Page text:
Wednesday, December 17, 2008

Evidence and Intellectual Dishonesty

What is it to be intellectually honest? What is the duty of honest, in deciding what is true.

One example was given by a philosophy professor of mine who said that when he presented the case for the existence of God in class, a student took careful notes. When the arguments against the existence of God were presented, the student covered her ears.

Or someone who says that, if the case for and against God were to be assessed rationally, atheism would surely emerge victorious, but they nevertheless choose, as a personal existential choice, to believe anyway? Or to disbelieve in the face of contrary evidence. Someone could say "I see some good evidence for Christianity, but if I believed it, I'd have to change my sex life. I don't want to do that, let me click on over to Internet Infidels, so they can get me nice and convinced that atheism is true."

But, of course, in most discussions, we find people on both sides of the issue claiming to be rational. And here it is still, of course, possible to accuse the other side of dishonesty. Russell, for example, thinks that the case for God is so strong that the only way any otherwise intelligent person could accept orthodox Christianity would be if they were to be affected by a desire to disbelieve the unpleasant.

Do we have a duty to fix beliefs in a certain way, so as to be honest? What are those methods? The trouble I have is that dishonesty charges are made by people who just think the case is just overwhelming on their own side and can't see how intelligent people who are interested in the truth could be on the other side.

The problem I've got is that people make these charges, and what it amounts to is the fact that they assessed the evidence differently and can't see how an intelligent person could fail to assess it the way they did. It's a kind of personal incredulity claim: I can't believe anybody could think the evidence was in favor of that.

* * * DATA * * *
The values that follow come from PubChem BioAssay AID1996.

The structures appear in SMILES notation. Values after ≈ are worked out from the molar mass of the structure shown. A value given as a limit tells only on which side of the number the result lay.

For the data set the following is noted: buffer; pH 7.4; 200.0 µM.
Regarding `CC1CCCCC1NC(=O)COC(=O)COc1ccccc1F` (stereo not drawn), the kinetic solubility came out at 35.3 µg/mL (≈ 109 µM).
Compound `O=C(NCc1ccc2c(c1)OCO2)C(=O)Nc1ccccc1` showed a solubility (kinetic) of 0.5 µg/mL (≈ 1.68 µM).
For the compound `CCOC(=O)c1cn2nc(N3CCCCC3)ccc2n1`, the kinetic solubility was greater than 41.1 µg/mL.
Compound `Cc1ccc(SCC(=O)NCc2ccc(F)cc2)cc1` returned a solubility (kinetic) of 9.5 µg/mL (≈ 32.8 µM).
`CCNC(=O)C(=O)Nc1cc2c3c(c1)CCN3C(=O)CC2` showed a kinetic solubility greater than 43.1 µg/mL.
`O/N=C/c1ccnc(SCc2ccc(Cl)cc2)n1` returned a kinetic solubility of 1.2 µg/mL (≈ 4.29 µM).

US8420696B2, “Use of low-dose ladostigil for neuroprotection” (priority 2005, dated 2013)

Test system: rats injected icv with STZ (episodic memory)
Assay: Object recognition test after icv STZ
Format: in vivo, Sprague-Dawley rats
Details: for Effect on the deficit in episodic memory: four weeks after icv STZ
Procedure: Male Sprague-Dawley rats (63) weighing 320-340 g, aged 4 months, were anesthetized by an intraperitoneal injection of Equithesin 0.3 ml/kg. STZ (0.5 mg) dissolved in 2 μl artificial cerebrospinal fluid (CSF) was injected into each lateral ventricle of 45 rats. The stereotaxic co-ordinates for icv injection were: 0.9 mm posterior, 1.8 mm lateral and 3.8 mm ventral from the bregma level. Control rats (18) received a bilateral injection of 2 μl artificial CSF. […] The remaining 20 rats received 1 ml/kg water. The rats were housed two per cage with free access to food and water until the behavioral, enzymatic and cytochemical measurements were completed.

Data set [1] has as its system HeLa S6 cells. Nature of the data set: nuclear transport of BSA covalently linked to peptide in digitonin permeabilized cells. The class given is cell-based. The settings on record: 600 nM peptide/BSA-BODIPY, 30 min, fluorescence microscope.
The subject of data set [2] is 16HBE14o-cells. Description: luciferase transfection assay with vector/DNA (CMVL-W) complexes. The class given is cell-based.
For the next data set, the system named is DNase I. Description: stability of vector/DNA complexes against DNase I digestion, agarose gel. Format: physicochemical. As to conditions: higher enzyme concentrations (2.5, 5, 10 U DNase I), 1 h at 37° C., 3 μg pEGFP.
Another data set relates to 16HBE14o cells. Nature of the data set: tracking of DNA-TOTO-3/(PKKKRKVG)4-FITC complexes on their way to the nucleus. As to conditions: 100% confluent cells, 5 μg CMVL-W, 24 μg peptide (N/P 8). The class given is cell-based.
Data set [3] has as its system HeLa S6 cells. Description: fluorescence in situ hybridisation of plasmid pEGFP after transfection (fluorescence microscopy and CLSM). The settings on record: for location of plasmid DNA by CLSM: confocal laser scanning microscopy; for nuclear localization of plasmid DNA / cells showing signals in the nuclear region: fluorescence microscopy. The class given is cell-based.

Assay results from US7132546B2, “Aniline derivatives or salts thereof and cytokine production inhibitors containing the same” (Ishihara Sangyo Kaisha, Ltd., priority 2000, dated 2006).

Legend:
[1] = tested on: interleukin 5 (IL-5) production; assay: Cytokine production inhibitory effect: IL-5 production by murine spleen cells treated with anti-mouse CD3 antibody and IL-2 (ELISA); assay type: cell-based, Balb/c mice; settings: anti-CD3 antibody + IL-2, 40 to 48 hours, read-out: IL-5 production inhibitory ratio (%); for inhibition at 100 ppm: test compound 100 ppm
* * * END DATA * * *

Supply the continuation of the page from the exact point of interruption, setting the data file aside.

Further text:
What kind of evidence do we need to make charges of intellectual dishonesty against others? My claim has been that this is a claim that we should make very cautiously. We do not know what the total evidence another person is looking at.

If someone were accused of taking a position which implied a contradiction, one might be tempted to make this kind of charge. But of course, we don't see all the contradictions, and what may seem contradictory to you may seem so to someone else; they may see a relevant difference where you see none.

I'm trying to make a case against an itchy trigger finger on these charges. Again, I'm asking, what kind of evidence do we need?

7 comments:

Mike Darus said...

Tope 10 Examples of intelectual dishonesty:
1) I say I believe x but I really believe y.
2) I cannot take a position that is held by a person who I do not respect or holds a position I disagree with.
3) In order to take a position, I require absolute certainty.
4) My beliefs are not influenced by my family of origin.
5) All of my positions are proven by historical facts.
6) Those who believe differently than me are obviously wrongly motivated.
7) My position is supported by the real experts.
8) My positions are unique. No one have ever the ideas I have.